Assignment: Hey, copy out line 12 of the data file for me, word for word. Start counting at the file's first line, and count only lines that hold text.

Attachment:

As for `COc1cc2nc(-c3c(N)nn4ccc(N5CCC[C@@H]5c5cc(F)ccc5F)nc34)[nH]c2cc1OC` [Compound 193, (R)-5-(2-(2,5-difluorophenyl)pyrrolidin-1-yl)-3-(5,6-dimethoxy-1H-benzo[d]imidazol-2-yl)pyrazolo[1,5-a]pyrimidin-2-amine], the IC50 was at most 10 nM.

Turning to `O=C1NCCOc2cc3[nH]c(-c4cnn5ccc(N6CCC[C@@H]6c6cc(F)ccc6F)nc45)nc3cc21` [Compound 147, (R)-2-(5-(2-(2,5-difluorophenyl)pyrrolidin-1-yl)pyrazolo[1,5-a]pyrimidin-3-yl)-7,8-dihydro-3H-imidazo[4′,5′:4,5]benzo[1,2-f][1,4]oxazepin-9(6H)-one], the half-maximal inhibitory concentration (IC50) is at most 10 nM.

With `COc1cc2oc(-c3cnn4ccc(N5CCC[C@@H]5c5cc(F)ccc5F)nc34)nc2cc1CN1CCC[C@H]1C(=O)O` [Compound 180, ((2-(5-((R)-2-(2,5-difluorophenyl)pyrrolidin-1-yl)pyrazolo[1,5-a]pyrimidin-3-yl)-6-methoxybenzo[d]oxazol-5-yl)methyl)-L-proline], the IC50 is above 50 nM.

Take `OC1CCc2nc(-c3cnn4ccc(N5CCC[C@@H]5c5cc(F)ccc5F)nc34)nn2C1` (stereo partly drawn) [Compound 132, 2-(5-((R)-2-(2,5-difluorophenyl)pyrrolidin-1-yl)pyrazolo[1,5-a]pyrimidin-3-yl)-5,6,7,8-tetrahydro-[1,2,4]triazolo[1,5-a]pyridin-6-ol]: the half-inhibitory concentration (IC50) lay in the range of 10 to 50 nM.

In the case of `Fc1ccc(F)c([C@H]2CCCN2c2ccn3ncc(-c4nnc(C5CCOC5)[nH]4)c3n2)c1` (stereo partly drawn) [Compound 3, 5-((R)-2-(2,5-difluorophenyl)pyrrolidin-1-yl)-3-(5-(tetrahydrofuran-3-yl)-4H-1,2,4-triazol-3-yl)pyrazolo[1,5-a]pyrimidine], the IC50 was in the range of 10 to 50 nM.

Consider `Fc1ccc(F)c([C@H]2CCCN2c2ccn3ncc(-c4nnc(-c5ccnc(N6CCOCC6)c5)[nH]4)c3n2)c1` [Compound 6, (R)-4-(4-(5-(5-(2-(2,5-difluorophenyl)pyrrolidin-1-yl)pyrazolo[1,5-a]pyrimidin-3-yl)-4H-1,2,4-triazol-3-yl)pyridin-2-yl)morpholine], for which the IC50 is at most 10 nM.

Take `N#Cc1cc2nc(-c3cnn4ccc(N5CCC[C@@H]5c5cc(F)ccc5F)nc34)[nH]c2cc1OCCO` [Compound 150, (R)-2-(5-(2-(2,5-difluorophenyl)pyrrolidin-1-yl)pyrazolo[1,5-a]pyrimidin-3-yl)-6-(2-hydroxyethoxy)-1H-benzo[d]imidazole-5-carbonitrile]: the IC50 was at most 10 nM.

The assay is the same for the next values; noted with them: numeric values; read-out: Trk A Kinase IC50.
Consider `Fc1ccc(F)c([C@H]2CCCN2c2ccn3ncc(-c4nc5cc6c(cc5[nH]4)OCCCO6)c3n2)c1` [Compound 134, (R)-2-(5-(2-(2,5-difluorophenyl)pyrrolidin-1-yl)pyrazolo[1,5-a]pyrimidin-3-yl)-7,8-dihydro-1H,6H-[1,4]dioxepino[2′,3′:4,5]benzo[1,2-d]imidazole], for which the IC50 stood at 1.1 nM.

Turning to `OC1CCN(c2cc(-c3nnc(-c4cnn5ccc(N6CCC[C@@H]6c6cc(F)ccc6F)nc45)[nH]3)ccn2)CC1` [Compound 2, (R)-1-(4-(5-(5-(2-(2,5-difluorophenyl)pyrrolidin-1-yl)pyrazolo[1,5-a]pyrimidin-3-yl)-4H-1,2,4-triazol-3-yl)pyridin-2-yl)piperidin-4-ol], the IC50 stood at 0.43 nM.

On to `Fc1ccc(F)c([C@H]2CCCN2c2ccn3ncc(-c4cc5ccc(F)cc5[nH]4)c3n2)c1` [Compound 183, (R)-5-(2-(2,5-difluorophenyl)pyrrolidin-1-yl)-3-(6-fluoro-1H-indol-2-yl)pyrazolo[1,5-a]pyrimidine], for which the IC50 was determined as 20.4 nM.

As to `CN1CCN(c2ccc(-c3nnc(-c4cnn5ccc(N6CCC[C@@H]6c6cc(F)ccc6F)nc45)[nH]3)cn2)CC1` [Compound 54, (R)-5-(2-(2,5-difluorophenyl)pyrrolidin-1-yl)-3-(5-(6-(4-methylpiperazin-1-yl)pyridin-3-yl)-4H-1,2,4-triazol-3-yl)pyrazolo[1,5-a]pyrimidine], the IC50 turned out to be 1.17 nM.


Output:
As to `CN1CCN(c2ccc(-c3nnc(-c4cnn5ccc(N6CCC[C@@H]6c6cc(F)ccc6F)nc45)[nH]3)cn2)CC1` [Compound 54, (R)-5-(2-(2,5-difluorophenyl)pyrrolidin-1-yl)-3-(5-(6-(4-methylpiperazin-1-yl)pyridin-3-yl)-4H-1,2,4-triazol-3-yl)pyrazolo[1,5-a]pyrimidine], the IC50 turned out to be 1.17 nM.